Photography = Terrorism ?????
Here is a recent article written by one of my flickr buddies "Mazda6"
War On People
...so I was ending me shoot of the Verrazano bridge. Before heading back to the car I decided to take a final shot - a shot I'd been planning all along. Between the vantage point - the main area of the park - and the carpark you get a great view directly under the bridge. The idea was to shoot this view with the reflections of the bridge on the water. I'd also get the some water on both sides and the imposing span and pillars of the Verrazano-Narrows bridge.
It was not to be. I notice a car with its lights on close to where I set up my tripod. Being a car expert I see its a newish Chevy Impala, but its dark so I don't think cop. After setting up I start the shot when someone shouts: "You can't do that."
Fine, so I grab my tripod and walk towards the cop. The above shot is the 30sec exposure that results - the light is probably the squad cars headlights. My initial thought is: Shit, he will make me delete all my shots.
Fortunately, that did not happen, but other stuff did. So he explains that as part of the war on terror it is illegal to photograph bridges. Bridges? Well, you can't shoot close to the structure or the adjoining areas he explains. You can shoot the bridge from other places for a postcard type shot. Go to Brooklyn he says and shoot it from areas close to the expressway.
I tell him there were no signs. Sure he says and besides I know you didn't know since you started taking the shot right next to the squad car.
If that was the end of it, it would be annoying but ok. The guy was friendly and sympathetic. He didn't even check an ID or ask dumb questions (like the Chicago police did when I was shooting downtown from an overpass).
...but then he says, you know want we are supposed to do is detain you for questioning. These questionings often takes hours and there is no need for that. I know you didn't know.
Wow. I feel lucky as he drives off.
Think about it. He could have detained me for shooting a picture. How was I supposed to know? It was a public park. There are even binoculars for looking at the view! There are no signs whatsoever anywhere. Yet, if this guy felt like it he could have ruined my evening.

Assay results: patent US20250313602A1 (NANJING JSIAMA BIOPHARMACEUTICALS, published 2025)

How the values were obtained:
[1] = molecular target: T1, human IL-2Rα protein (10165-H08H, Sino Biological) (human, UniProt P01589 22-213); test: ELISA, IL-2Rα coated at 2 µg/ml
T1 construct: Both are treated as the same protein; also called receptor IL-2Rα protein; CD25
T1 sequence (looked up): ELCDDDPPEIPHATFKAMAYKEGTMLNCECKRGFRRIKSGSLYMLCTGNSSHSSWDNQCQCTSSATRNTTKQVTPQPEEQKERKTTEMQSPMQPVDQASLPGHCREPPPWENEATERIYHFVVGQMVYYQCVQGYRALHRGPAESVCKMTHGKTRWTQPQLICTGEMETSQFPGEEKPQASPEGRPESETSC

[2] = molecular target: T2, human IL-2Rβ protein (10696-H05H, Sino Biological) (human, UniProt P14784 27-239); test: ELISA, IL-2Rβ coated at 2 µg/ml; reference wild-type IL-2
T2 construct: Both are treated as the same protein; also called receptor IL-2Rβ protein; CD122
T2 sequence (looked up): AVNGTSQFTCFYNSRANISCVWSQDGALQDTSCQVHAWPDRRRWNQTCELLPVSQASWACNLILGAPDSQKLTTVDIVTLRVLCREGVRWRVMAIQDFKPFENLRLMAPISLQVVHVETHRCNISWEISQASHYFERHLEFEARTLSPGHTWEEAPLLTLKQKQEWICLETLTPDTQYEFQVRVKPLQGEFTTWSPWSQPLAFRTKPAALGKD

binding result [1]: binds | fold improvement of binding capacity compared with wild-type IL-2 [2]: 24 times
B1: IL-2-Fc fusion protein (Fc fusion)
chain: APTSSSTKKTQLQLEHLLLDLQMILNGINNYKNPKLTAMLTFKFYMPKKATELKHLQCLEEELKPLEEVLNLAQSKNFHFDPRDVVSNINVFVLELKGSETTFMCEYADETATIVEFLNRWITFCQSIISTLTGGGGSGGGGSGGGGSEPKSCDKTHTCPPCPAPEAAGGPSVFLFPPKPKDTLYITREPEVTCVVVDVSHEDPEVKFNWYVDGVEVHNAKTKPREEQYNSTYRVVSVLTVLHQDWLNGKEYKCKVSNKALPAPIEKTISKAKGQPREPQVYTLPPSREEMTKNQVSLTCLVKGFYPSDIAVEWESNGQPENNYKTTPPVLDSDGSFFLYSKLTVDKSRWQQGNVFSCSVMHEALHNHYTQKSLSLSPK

I can understand this if I did something suspicious. Lets say I climbed a fence or refused to cooperate or got caught multiple times. That would be fine, but this?
Think about the stupidity of this. Clearly they want to avoid people studying structures and finding weaknesses or places to blow explosives. But there are many reasons why this type of policing is likely to fail.
1. It would be extremely easy to take this picture. I could just come at day and snap 20-30 pics in 2 minutes. Or I could get a 600mm lense and shoot it from many other locations or from the sea.
2. Any skilled terrorist will know exactly what to say to the cops if they are detained. The only people that would struggle are normal ignorants like me. Also the terrorists - willing to blow the VNB - could probably get a hold of blueprints. In fact, driving a bunch of vans onto the bridge and having them breakdown would be a really easy way to cause massive damage. Any engineer can probably tell you where to blow to vans to inflict max damage.
So the policing achieves nothing and only is a hassle to normal folks.
...or maybe it is all PR. Maybe if people THINK they are monitoring for terror suspect they will feel safer or more importantly not blame anyone when the bridge does get blown.
Whatever it is it ruined my spirits for a while. Lets see how many times I manage to attract police attention. Four times so far and counting...
I think the random light streams in the shot capture perfectly the logic of this type of police work...